Jonah Hex #1 1970's first issue of his own title; movie deal just announced demonstrates how current events can change price or velocity of an older book $150

Dark Mansion of Forbidden Love #1 1970's great painted cover with oddball appeal; surprising that it's $250, nobody took care of these

X-Men #94 1970's first regular series appearance of the New X-Men

Defenders #1 1970's first issue, $175

Uncanny X-Men #212 1980's Wolverine vs. Sabretooth cover, hot now for movie $30

Incredible Hulk #340 1980's Hulk vs. Wolverine, great cover, name artist, huge price difference from surrounding ish $60

ACTION FIGURES

St. Marks Comics also priced the action fitgures on the set:

Star Wars 12" C-3P0 1977 in box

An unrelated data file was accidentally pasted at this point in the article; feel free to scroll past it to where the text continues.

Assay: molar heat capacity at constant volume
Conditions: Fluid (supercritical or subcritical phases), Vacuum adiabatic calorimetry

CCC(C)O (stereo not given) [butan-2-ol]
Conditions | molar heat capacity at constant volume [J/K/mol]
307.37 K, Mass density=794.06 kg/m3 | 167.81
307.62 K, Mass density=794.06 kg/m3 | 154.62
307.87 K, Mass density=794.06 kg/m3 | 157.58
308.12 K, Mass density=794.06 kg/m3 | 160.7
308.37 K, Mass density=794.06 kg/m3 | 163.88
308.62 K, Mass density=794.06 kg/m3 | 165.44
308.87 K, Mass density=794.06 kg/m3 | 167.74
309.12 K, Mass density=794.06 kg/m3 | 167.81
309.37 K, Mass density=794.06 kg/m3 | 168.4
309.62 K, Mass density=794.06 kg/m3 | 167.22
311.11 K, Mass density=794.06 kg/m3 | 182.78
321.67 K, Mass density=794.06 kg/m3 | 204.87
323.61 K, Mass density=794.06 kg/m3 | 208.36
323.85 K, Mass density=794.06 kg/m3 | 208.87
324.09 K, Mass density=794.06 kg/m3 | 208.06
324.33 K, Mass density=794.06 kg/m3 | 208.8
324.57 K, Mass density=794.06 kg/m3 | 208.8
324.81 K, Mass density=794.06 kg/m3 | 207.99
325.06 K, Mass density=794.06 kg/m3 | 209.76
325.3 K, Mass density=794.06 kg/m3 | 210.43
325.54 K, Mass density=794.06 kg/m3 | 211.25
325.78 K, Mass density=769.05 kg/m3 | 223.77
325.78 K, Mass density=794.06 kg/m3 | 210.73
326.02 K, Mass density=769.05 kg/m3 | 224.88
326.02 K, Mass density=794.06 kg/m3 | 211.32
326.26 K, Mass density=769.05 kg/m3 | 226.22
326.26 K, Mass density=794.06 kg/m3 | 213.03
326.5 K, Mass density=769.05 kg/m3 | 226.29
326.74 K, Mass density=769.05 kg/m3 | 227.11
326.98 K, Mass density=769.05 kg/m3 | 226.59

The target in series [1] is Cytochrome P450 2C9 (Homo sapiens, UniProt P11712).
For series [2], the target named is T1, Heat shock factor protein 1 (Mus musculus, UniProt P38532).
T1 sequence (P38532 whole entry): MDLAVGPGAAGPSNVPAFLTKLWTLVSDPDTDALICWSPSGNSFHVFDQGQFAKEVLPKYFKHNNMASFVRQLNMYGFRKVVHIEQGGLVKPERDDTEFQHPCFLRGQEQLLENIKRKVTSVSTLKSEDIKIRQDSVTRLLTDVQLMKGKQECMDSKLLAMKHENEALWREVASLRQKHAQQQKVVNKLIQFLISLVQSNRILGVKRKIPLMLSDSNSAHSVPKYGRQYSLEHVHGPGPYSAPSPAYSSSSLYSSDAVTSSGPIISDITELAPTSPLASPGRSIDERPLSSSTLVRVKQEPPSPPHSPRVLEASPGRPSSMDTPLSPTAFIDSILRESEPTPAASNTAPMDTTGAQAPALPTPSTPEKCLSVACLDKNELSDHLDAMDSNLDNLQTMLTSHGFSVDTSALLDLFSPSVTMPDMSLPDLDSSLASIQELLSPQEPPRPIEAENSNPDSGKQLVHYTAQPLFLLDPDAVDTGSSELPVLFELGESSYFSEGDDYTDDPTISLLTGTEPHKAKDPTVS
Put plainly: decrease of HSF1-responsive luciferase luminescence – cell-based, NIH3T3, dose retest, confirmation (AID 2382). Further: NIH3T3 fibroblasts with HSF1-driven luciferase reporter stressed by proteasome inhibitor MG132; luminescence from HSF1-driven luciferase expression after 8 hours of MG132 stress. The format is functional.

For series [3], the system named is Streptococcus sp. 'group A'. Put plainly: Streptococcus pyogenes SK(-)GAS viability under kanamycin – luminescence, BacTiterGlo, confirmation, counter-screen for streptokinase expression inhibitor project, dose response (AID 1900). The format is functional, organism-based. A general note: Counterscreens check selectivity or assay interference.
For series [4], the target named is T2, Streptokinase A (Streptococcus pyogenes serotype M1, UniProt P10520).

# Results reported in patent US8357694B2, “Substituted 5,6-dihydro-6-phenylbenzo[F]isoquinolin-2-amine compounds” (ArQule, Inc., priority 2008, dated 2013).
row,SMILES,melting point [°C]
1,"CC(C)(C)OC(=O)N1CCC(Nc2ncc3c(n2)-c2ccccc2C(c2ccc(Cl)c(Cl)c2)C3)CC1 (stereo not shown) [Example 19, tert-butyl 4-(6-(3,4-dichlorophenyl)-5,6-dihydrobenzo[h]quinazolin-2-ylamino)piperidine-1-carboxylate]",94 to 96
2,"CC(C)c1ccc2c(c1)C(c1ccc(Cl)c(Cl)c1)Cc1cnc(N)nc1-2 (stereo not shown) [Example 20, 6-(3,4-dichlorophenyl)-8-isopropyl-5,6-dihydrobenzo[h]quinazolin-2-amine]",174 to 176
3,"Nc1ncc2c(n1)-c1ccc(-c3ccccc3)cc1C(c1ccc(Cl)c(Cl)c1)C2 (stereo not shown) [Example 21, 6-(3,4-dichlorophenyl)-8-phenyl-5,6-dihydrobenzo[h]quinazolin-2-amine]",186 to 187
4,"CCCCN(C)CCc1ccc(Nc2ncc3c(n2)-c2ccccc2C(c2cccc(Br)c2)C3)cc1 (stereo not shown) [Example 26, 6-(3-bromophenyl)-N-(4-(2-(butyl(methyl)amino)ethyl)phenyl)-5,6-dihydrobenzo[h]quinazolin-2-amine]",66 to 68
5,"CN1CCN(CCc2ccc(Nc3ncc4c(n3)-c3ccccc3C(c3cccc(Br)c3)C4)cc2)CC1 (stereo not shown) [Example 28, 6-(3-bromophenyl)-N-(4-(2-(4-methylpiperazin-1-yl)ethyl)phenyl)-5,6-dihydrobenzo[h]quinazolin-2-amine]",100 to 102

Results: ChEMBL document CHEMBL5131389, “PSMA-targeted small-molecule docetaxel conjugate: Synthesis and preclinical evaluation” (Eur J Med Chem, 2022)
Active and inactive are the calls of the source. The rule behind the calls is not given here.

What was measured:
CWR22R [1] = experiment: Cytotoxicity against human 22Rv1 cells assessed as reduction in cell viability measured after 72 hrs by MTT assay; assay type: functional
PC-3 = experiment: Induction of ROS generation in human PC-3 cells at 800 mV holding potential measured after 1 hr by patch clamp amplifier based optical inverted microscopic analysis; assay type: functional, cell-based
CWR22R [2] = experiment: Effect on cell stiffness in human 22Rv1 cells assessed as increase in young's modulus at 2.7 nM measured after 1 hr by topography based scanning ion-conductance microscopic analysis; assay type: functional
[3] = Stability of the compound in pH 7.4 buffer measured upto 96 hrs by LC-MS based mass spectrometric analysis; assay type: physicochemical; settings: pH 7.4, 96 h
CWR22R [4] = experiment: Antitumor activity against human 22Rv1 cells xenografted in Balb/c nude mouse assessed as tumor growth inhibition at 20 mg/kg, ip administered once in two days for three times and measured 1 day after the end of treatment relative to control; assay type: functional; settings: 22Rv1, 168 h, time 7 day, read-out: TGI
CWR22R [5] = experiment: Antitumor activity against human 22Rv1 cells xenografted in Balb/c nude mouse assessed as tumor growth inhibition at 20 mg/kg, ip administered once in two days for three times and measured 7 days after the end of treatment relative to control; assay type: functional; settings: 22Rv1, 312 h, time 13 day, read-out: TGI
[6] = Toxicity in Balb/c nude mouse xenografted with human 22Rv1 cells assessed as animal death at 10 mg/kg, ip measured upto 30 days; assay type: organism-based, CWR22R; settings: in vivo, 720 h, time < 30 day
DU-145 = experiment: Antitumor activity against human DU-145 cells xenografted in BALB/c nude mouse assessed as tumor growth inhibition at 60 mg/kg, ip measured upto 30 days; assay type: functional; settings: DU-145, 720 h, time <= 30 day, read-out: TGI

Mego (legendary 1970's toy company) Star Trek Andorian $275
loose, but very clean -- your toy doesn't have to be perfect -- movie coming

Thundercats Panthro sealed $150
cool, perfect 80's toy, movie coming, kids are now 25-30

Super Powers Dr. Fate 1984 sealed $75
Kids are 25

Buck Rogers 1980's sealed $50
Kids from then are 25, though.

BASEBALL CARDS

THE CARDS ON SET WERE PRICED AND SUPPLIED BY:
Brigandi Coin Co.
60 West 44th Street
New York, N.Y. 10036

THIS IS THE LIST OF CARDS AND PRICES:

HONUS WAGNER 1909 COLGAN'S CHIPS $495.00,
PHIL RIZZUTO 1953 BOWMAN $195.00,
WHITEY FORD 1953 TOPPS ???
CLIFF BLANKENSHIP 1909 RAMLY T204 $995.00
AND AL KALINE 1955 TOPPS ROOKIE CARD $595.00

Also assisting in the segment: Heritage Auction Galleries (www.ha.com).